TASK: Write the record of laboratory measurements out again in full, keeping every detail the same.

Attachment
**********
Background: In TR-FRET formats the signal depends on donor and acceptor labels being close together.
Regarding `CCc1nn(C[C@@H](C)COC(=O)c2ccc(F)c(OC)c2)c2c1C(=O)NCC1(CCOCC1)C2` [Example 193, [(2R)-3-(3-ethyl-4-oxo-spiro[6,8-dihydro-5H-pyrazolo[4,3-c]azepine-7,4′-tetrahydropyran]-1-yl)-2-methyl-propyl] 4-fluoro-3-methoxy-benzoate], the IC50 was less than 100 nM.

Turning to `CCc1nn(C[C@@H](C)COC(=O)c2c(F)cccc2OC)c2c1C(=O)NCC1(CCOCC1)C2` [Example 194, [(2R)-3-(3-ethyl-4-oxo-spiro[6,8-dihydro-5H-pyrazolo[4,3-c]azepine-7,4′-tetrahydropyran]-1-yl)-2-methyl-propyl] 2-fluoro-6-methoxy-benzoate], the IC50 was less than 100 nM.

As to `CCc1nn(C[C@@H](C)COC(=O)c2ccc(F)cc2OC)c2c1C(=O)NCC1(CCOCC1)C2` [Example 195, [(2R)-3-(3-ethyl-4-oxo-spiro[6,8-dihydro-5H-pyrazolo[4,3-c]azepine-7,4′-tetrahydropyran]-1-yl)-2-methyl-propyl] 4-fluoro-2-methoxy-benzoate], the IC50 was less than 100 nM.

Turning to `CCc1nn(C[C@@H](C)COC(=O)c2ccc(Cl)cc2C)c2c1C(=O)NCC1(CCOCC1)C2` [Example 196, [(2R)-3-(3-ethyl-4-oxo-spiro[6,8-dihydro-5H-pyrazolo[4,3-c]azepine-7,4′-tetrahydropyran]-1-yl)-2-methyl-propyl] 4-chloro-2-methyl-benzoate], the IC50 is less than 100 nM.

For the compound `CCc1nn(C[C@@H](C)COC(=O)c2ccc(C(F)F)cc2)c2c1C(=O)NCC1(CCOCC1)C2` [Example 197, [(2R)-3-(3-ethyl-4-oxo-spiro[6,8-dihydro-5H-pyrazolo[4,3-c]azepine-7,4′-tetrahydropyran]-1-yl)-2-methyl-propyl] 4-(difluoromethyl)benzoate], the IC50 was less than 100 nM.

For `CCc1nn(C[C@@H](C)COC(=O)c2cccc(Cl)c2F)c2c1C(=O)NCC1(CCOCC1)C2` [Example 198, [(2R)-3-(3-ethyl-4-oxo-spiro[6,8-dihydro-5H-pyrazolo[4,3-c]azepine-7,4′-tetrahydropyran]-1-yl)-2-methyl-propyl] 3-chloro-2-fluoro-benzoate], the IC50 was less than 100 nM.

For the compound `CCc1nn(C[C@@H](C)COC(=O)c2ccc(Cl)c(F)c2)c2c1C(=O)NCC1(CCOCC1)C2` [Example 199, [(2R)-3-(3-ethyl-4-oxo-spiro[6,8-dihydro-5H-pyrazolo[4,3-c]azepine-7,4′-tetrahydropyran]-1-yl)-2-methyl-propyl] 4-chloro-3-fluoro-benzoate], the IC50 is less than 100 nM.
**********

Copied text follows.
Background: In TR-FRET formats the signal depends on donor and acceptor labels being close together.
Regarding `CCc1nn(C[C@@H](C)COC(=O)c2ccc(F)c(OC)c2)c2c1C(=O)NCC1(CCOCC1)C2` [Example 193, [(2R)-3-(3-ethyl-4-oxo-spiro[6,8-dihydro-5H-pyrazolo[4,3-c]azepine-7,4′-tetrahydropyran]-1-yl)-2-methyl-propyl] 4-fluoro-3-methoxy-benzoate], the IC50 was less than 100 nM.

Turning to `CCc1nn(C[C@@H](C)COC(=O)c2c(F)cccc2OC)c2c1C(=O)NCC1(CCOCC1)C2` [Example 194, [(2R)-3-(3-ethyl-4-oxo-spiro[6,8-dihydro-5H-pyrazolo[4,3-c]azepine-7,4′-tetrahydropyran]-1-yl)-2-methyl-propyl] 2-fluoro-6-methoxy-benzoate], the IC50 was less than 100 nM.

As to `CCc1nn(C[C@@H](C)COC(=O)c2ccc(F)cc2OC)c2c1C(=O)NCC1(CCOCC1)C2` [Example 195, [(2R)-3-(3-ethyl-4-oxo-spiro[6,8-dihydro-5H-pyrazolo[4,3-c]azepine-7,4′-tetrahydropyran]-1-yl)-2-methyl-propyl] 4-fluoro-2-methoxy-benzoate], the IC50 was less than 100 nM.

Turning to `CCc1nn(C[C@@H](C)COC(=O)c2ccc(Cl)cc2C)c2c1C(=O)NCC1(CCOCC1)C2` [Example 196, [(2R)-3-(3-ethyl-4-oxo-spiro[6,8-dihydro-5H-pyrazolo[4,3-c]azepine-7,4′-tetrahydropyran]-1-yl)-2-methyl-propyl] 4-chloro-2-methyl-benzoate], the IC50 is less than 100 nM.

For the compound `CCc1nn(C[C@@H](C)COC(=O)c2ccc(C(F)F)cc2)c2c1C(=O)NCC1(CCOCC1)C2` [Example 197, [(2R)-3-(3-ethyl-4-oxo-spiro[6,8-dihydro-5H-pyrazolo[4,3-c]azepine-7,4′-tetrahydropyran]-1-yl)-2-methyl-propyl] 4-(difluoromethyl)benzoate], the IC50 was less than 100 nM.

For `CCc1nn(C[C@@H](C)COC(=O)c2cccc(Cl)c2F)c2c1C(=O)NCC1(CCOCC1)C2` [Example 198, [(2R)-3-(3-ethyl-4-oxo-spiro[6,8-dihydro-5H-pyrazolo[4,3-c]azepine-7,4′-tetrahydropyran]-1-yl)-2-methyl-propyl] 3-chloro-2-fluoro-benzoate], the IC50 was less than 100 nM.

For the compound `CCc1nn(C[C@@H](C)COC(=O)c2ccc(Cl)c(F)c2)c2c1C(=O)NCC1(CCOCC1)C2` [Example 199, [(2R)-3-(3-ethyl-4-oxo-spiro[6,8-dihydro-5H-pyrazolo[4,3-c]azepine-7,4′-tetrahydropyran]-1-yl)-2-methyl-propyl] 4-chloro-3-fluoro-benzoate], the IC50 is less than 100 nM.